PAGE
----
minimal research, drawing upon one’s internal resources, as the
method actor does, to create realistic characters from every imaginable
epoch.

So where does one find the evidence to support a
new angle on writing historical screenplays? Suppose that in light
of a new historical paradigm the writer interprets the evidence
to mean that civilization has been in a constant state of decline
over the past 10,000 years, with the 20th Century the lowest point
ever reached by humanity. Admittedly the concept may be somewhat
difficult to swallow but there is actually ample, even overwhelming
evidence to support it.

Elizabeth (1998)

However you flame the question, the new paradigm
offers you a new angle on the greatest historical characters and
events, all of which can be filmed low budget. The problem here
is not one of truth, because the truth is usually subjective anyway,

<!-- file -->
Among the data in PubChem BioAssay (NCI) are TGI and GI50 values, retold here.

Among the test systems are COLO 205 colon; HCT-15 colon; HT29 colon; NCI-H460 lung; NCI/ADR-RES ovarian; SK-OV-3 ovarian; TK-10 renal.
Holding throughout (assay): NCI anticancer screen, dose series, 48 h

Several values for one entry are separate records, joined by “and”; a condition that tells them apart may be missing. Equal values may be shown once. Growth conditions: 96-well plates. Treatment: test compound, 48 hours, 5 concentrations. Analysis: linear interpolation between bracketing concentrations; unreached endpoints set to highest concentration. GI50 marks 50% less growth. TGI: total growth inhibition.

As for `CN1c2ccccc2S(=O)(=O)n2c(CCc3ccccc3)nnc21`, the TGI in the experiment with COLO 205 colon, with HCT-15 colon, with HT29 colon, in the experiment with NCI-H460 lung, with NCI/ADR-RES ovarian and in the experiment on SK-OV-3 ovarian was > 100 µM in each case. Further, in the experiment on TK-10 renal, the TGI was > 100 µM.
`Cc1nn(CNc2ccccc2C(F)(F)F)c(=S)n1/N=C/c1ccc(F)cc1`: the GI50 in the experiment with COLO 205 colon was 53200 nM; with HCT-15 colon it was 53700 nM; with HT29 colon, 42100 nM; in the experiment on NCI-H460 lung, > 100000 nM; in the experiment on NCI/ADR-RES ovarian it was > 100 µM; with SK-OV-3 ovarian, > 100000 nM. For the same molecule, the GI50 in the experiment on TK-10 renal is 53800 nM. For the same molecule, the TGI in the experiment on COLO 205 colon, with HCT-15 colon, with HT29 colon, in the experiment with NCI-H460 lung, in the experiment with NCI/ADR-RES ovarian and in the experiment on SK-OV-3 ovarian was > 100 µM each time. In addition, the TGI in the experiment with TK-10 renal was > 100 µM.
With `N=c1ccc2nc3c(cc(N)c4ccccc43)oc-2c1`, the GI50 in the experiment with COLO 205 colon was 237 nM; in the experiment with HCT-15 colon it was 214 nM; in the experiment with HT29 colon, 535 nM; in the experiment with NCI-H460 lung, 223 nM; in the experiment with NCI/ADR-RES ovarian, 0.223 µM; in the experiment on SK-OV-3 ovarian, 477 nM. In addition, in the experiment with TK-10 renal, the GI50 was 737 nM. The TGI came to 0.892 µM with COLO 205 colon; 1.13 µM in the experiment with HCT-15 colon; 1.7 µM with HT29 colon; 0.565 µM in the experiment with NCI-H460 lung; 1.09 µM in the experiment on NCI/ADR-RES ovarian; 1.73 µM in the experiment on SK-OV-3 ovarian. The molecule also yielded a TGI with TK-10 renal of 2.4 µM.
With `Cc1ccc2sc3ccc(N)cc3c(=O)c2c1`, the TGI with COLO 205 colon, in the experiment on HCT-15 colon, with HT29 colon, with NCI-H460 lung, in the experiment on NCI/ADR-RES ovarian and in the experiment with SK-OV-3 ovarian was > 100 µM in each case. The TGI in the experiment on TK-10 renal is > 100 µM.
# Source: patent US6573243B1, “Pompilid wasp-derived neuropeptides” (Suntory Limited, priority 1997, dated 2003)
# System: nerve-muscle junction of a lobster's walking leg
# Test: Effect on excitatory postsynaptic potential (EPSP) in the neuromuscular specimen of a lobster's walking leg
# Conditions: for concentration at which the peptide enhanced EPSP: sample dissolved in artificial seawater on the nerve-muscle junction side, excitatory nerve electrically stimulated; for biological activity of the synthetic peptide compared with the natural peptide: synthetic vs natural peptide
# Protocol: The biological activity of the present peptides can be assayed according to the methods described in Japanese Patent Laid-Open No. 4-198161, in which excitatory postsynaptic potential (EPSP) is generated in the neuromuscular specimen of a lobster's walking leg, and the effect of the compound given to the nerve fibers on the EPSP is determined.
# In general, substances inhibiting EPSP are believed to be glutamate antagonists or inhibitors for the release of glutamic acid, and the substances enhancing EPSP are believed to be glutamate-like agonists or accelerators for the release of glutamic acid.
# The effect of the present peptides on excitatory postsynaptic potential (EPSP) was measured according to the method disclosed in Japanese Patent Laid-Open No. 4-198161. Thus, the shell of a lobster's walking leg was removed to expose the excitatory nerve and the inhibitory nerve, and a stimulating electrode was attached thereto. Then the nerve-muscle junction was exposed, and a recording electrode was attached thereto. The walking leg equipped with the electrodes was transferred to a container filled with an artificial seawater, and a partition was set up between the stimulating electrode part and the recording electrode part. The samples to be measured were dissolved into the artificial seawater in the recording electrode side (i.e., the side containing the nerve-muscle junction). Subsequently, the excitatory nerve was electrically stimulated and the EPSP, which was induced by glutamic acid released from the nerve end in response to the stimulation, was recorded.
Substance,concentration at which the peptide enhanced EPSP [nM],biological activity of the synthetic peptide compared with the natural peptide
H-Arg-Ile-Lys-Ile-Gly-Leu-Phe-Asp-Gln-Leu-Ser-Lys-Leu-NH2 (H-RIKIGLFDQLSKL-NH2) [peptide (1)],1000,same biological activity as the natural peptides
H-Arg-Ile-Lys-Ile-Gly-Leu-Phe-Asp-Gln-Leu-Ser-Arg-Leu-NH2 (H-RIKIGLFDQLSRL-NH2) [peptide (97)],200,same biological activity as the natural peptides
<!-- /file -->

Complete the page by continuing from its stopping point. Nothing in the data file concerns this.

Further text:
but rather where does one find the evidence to support a new paradigm
for writing historical screenplays? It’s out there, but don’t look
to professional historians for help. Reliance on academics for
background usually leads to cinematic disasters like Nicholas and
Alexandra and is the main reason why Hollywood rightfully goes
its own way when it comes to depicting history.

One common misconception is that professional historians,
like everybody in the social and physical sciences, are primarily
interested in the truth. Sadly, that’s often true only when the
truth they discover conforms to a generally accepted pattern of
events already deemed correct by their peers in the university
set. Deviation from the standard paradigm can result in professional
ostracism; publishing sources dry up, invitations to speak at conferences
disappear, and colleagues stay away, fearing guilt by association.

It’s good to note that there are exceptions. Howard
Zinn (A Peoples History of the United States), a university trained
historian, offers new angles to screenwriters for the entire breadth
of US history. Of particular interest is his extensive use of primary
source material- diaries, letters, and autobiographies, which can
be particularly important to establishing character.

There are a few others like him.